Trigger alert: The following includes discussion of abuse and betrayal in Satyananda Yoga.

The Background to Case Study 21

“You have to know the past to understand the present”
Carl Sagan (1980)

The History of Mangrove Ashram

Satyananda Yoga was developed in India in the 1960s by Swami Satyananda Saraswati. A Satyananda Yoga Ashram was established at Mangrove Mountain in New South Wales in the early 1970s. Around 1974, Swami Satyananda sent a disciple of his, Swami Akhandananda Saraswati (Akhandananda), to oversee the development of the ashram. Akhandananda and others in authority were sexually and physically abusive to children in the ashram over many years. In 1987 Akhandananda was arrested and charged with child sexual abuse offences and sentenced to two years and four months imprisonment.

The Educational Rebranding

In the early 1990s, many people left the Mangrove ashram and its management was restructured. In 1996 the organisation was incorporated as Satyananda Yoga Academy Limited and began to offer educational and teacher training programmes.​

The Royal Commission

In November 2012 Julia Gillard, former Prime Minister of Australia, announced a Royal Commission into Institutional Responses to Child Sexual Abuse. A total of 57 public hearings were conducted, including Case Study 21 which inquired into the response of Satyananda Yoga Ashram to allegations of child sexual abuse by the Ashram’s former spiritual leader in the 1970s and 1980s.

The Report of Case Study 21 was published in April 2016. It paints a devastating picture of physical, mental, and sexual abuse of children over many years by Akhandananda and others in positions of authority.​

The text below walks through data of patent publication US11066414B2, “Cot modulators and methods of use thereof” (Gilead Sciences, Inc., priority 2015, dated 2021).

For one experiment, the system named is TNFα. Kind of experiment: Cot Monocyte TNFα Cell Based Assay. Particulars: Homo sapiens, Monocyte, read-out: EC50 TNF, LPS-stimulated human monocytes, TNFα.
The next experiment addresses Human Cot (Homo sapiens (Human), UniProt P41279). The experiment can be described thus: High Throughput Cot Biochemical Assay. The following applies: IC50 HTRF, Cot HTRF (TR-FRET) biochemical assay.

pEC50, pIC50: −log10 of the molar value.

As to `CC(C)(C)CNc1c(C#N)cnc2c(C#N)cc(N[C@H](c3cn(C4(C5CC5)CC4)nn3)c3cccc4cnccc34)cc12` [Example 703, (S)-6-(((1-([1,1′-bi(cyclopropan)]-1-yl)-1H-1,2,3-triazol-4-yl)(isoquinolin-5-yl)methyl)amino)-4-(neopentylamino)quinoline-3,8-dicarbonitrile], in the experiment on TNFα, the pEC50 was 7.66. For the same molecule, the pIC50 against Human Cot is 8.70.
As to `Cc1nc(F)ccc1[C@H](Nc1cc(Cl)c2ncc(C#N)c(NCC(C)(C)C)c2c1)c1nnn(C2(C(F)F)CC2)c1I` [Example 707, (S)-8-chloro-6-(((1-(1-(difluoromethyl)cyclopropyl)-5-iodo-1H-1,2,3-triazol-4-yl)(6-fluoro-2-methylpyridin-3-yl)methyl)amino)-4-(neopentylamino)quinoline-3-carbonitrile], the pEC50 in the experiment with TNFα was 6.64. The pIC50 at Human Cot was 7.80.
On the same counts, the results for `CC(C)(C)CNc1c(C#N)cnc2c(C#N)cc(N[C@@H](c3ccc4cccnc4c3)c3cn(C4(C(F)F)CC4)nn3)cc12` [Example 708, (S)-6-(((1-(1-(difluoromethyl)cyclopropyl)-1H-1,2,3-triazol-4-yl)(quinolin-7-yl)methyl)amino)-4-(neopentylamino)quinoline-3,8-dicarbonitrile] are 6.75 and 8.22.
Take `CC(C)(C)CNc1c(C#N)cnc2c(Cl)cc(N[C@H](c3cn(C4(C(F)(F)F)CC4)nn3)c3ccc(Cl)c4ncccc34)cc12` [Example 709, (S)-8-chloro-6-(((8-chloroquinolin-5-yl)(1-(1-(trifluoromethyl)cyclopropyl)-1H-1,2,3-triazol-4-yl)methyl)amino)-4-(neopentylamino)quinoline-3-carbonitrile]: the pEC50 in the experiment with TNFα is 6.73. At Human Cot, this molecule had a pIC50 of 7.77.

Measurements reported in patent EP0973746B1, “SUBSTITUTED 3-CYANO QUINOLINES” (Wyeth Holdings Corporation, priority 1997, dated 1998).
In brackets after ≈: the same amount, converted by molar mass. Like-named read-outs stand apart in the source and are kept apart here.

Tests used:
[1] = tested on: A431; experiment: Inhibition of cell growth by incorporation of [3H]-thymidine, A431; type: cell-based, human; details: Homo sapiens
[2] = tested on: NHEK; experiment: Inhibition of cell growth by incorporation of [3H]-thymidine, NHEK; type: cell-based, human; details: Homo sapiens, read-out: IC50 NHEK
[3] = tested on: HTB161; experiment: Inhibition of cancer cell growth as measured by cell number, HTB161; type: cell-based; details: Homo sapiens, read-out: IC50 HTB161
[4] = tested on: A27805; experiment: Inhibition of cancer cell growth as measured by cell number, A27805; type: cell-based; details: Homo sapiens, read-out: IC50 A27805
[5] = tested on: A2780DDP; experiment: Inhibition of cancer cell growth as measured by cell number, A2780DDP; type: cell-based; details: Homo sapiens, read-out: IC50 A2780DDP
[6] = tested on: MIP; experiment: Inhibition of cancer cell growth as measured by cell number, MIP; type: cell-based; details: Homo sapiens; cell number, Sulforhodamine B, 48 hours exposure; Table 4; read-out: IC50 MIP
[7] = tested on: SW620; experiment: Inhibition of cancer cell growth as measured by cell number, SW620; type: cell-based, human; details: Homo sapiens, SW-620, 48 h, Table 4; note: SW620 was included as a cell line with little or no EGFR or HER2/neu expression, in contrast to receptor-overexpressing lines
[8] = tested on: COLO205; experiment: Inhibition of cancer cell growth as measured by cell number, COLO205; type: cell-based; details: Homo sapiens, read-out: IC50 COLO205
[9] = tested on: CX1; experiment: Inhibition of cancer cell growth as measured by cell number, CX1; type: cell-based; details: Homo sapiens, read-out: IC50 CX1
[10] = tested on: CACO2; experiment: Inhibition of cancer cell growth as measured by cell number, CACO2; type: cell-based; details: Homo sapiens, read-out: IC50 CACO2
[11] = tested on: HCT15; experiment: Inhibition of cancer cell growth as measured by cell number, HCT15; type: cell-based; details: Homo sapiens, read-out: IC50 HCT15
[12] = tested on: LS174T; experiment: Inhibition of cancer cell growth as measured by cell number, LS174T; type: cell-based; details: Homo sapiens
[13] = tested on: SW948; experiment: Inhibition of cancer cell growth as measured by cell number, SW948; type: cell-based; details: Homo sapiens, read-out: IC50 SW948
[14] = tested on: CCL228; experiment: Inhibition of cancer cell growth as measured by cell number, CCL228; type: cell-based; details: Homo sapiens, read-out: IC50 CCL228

The Reinvention of Mangrove Ashram

The seemingly idyllic yogic life at Mangrove Mountain came to an abrupt end, following the shocking revelations of Case Study 21. Satyananda Yoga Academy rebranded itself to become the Academy of Yoga Science (AYS) in May 2016, the month after the publication of the Report of Case Study 21. AYS has most recently rebranded to become AYS Wellbeing Foundation.

According to their Annual Information Statement 2020, AYS held over $4m in net assets as at 30 June 2020. The buildings and land previously owned by AYS have all been sold. ​

The National Redress Scheme

The National Redress Scheme was created in response to the Royal Commission into Institutional Responses to Child Sexual Abuse, for people who have experienced institutional child sexual abuse.


The following list was created for the Facebook group, ‘Satyananda Yoga – Reveal truth’, by Matthew Remski, and is reproduced here with his kind permission.

Royal Commission Transcripts / Exhibits

Support services for sexual abuse survivors 


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Video/TV Report